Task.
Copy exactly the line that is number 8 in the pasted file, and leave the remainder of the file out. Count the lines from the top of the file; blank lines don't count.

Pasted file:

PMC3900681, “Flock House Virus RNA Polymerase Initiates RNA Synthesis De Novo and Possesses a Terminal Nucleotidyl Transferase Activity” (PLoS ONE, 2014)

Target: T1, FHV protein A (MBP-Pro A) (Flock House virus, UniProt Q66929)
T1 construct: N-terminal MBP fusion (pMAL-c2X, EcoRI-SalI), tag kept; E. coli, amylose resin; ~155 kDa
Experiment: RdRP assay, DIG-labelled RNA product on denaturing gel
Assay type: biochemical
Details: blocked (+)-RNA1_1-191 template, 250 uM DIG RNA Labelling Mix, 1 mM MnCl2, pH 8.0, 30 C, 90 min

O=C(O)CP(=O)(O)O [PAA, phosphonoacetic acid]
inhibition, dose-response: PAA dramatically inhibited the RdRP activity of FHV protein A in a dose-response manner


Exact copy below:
inhibition, dose-response: PAA dramatically inhibited the RdRP activity of FHV protein A in a dose-response manner